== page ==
The Batavia Police Department with the assistance of John Gerace, would like to remind the community not to give money upfront for a rental apartment without first walking through the apartment and signing a lease agreement. This is a reoccurring issue. If you feel have been part of this scam please contact the Batavia Police Department at (585) 345-6350 to report the incident.

Previously: Real estate agent turns the tables on craigslist scammer

January 14, 2016 - 2:14pm
posted by Howard B. Owens in Genesee ARC, business, batavia.

Press release:

Genesee ARC is moving ahead with plans to close down one section of its recycling operation and work with individuals employed there to find new positions.

The change affects the sorting line at the recycling center where as many as 14 people work each week. In the restructuring, the individuals with disabilities employed at the transfer station, on the trash and recycling routes, redemption center and Genesee Data Management will maintain their jobs.

“We will still be picking up recyclables from our curbside trash customers and accepting them at our transfer station,” Executive Director Donna Saskowski said.

Cardboard will still be sorted and bundled at the plant but all other recyclable materials will be collected and shipped to larger facilities with automated sorting.

“The cost of operating the line has increased over time and the prices we were able to secure for the baled recyclables have decreased considerably over the past 18 months, resulting in an untenable financial situation,” the director said.

Key employment services staff will be working with the individuals to assist them with job placement through the NYS Office of People with Developmental Disabilities and Adult Career and Continuing Education Services-Vocational Rehabilitation (ACCES-VR). A job at ARC’s Sheltered Work Center on Walnut Street is not an option due to State regulations, effective July 2014, prohibiting the acceptance of any new (or returning) work center placements.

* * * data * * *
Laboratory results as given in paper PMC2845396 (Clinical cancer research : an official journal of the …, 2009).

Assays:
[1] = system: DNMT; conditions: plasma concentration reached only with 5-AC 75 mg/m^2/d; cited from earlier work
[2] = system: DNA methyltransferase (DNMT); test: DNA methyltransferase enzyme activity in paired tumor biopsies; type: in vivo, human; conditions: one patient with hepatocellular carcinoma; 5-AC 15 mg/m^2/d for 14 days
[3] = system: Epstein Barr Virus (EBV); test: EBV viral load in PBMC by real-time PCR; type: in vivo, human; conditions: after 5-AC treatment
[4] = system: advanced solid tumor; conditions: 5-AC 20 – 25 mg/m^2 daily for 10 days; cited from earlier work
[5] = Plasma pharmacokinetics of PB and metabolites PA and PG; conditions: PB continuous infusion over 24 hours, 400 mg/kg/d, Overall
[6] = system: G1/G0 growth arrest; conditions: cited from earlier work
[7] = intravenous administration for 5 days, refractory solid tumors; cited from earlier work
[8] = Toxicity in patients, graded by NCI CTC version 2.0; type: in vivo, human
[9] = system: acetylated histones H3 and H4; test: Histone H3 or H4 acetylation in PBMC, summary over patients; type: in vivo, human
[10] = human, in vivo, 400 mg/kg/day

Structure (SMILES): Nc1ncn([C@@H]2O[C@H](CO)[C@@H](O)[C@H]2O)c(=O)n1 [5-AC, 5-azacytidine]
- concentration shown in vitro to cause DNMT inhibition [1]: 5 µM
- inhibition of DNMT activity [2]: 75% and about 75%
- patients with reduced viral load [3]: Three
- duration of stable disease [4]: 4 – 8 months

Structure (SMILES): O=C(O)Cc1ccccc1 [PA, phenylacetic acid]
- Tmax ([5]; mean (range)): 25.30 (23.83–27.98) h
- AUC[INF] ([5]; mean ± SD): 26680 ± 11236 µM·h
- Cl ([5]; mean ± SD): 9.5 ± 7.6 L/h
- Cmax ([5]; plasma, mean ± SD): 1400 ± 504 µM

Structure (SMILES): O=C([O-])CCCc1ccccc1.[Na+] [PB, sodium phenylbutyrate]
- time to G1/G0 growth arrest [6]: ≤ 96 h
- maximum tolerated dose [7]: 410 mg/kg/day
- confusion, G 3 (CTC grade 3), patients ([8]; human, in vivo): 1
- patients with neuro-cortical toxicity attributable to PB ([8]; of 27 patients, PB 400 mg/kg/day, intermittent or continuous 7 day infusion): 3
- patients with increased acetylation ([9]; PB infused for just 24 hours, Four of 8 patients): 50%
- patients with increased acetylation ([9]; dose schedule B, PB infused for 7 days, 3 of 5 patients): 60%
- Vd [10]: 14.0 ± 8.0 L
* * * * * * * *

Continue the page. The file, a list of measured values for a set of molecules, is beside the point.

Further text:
Genesee ARC was the sole trash and recycling contractor for residents of the City of Batavia, from 1983 to 2013. The nonprofit began offering private trash collection and recycling services after a decision by city council to opt out of the trash business altogether, leaving residents to find their own local provider. This created its own set of challenges as Genesee ARC for the first time had to develop pricing, options and an entire new system to bill for the services. And, while a few new providers sprang up overnight, Genesee ARC has a majority of City of Batavia residents as its customer base for curbside trash and recycling. A large percentage of city residents also take advantage Genesee ARC’s transfer station services.

“This was a very tough decision for our leadership and Board of Directors,” Saskowski shared.  “We will do everything we can to help secure new job placements – this is a priority.”

January 14, 2016 - 12:16pm
posted by Howard B. Owens in Oakfield, Oakfield fire.

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The Oakfield Fire Department is installing solar panels on the roof of its fire hall.

Assistant Chief and Board Member Sean Downing said the project came about through a conversation a department member had at work at the U.S. Gypsum plant with the brother of an area solar installer. That started the process of the department learning about the cost-saving benefits of solar, especially with the government incentives available to cover the cost of installation, along with incentives offered by solar companies. As a result, there's no cost to the department and over the next 25 years, the department stands to save about $95,000 on electric costs.

"It was kind of a no-brainer," Downing said. "It doesn't cost us anything, not for engineering, not for installation, there's no out-of-pocket expenses, and for a project that is going to cover nearly all of our electric expenses."

The solar installation is being handled by CIR Electrical Construction Corporation, out of Lackawanna.

Interestingly, there has been some concern among firefighters about the increasing number of solar power installations in the state. They present a safety hazard to firefighters and make it more difficult for firefighters to cut a hole in a roof for ventilation, a key fire-fighting strategy. As a result, New York is considering limits on solar panel installations

CIR is using new technology that mitigates some of these difficulties, said Jeff Pedro, CFO for CIR.

"We are using SolarEdge inverters which have a rapid shutdown function on their inverters," Pedro said. "This really was brought about by firemen and is part of the 2014 NEC code for PV systems."

The safety features are designed to allow rapid shutdown of electrical flow by first responders.

Top photo, courtesy Norris Clifton Aerial Photography.